About Daniel Horschler
I am a Ph.D. student in Biological Anthropology working with Dr. Evan MacLean. I graduated from the University of North Carolina at Chapel Hill in 2016 with a B.S. in Psychology and minor in Anthropology, and I received an M.A. in Anthropology from the University of Arizona in 2018.
Prior to joining the School of Anthropology, I worked in a number of diverse research roles, including projects examining human pain perception, metacognition, and memory at UNC, user experience (UX) at Lenovo, and canine and nonhuman primate cognition in Yale University’s Canine Cognition Center and with Yale’s Comparative Cognition Laboratory in conjunction with the Caribbean Primate Research Center at the University of Puerto Rico.
My research interests center on brain and cognitive evolution, particularly how selective pressures shape cognition and neuroanatomy differently within and across species as well as if and how humans evolved unique cognitive traits. I address these questions by integrating non-invasive cognitive, behavioral, and biological research in dogs, wolves, and free-ranging nonhuman primates.
My research has been covered by national and international media outlets including Psychology Today, ScienceDaily, Insider, Sky News, and talkRADIO London as well as by local media outlets including Arizona Public Media, UA News, The Daily Wildcat, CBS13 Tucson, ABC15 Phoenix, KVOI Tucson Radio, KJZZ Phoenix Radio, and StarTribune.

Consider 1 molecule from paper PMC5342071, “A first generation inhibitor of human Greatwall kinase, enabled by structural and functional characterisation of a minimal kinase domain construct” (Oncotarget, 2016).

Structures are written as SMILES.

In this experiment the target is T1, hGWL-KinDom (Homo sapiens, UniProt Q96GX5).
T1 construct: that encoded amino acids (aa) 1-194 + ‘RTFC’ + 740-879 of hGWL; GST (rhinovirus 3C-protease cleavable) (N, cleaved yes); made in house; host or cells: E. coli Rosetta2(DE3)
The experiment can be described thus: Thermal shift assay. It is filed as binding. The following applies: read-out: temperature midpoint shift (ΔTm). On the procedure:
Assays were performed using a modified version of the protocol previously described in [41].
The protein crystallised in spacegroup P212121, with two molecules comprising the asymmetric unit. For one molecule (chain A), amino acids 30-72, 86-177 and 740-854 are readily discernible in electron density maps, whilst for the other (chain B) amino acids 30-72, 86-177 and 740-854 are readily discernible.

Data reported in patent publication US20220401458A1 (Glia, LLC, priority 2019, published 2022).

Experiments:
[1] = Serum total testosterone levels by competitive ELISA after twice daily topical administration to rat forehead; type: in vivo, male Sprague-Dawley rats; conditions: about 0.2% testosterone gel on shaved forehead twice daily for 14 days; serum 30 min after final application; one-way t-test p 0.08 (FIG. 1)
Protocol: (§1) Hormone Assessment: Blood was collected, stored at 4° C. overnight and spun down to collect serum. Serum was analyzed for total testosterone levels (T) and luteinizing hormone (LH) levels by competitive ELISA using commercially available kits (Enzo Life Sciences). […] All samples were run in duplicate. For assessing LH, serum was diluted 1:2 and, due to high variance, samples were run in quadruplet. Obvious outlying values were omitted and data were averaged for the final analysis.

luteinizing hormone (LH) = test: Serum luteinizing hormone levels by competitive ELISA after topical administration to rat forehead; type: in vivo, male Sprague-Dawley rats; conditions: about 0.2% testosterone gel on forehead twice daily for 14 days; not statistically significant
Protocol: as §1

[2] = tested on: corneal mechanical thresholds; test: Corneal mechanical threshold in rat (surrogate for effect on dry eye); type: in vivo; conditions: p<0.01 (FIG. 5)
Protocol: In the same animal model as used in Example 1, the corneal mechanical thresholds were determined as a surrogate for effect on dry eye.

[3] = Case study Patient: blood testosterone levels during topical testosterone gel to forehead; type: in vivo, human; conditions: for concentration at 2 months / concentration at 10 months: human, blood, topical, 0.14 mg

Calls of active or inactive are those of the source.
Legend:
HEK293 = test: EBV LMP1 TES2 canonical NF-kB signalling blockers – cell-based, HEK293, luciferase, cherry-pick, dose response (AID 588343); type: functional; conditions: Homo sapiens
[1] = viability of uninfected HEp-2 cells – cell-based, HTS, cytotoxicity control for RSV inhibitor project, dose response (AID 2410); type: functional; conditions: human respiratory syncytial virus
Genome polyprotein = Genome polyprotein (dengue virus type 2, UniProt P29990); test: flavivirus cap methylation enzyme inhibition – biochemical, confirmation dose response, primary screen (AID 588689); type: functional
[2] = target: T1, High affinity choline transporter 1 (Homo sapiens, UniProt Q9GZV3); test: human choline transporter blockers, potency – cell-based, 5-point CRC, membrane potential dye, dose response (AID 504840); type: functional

I am currently affiliated with the Cognitive Science Graduate Interdisciplinary Program, and have worked both as a Graduate Teaching Assistant in the School of Mind, Brain and Behavior's Department of Neuroscience and as a Graduate Teaching Associate in the School of Anthropology.
Horschler, D.J., Santos, L.R., & MacLean, E.L. (2019). Do non-human primates really represent others' ignorance? A test of the awareness relations hypothesis. Cognition, 190, 72-80. https://doi.org/10.1016/j.cognition.2019.04.012
Horschler, D.J., Hare, B., Call, J., Kaminski, J., Miklósi, Á., & MacLean, E.L. (2019). Absolute brain size predicts dog breed differences in executive function. Animal Cognition, 22(2), 187-198. https://doi.org/10.1007/s10071-018-01234-1
Graduate Teaching Associate: Anthropology 327 - Dog Thought
Graduate Teaching Assistant: Neuroscience and Cognitive Science 321 - Research Methods in Cognitive Science
Graduate Teaching Assistant: Anthropology 170 - Human Variation in the Modern World
Areas of Study
Comparative cognition, cognitive evolution, social cognition, theory of mind, shared intentionality, executive function, brain evolution, domestication, intraspecific and interspecific variation in cognition and neuroanatomy
M.A. - Anthropology - University of Arizona (2018)
B.S. - Psychology - University of North Carolina at Chapel Hill (2016)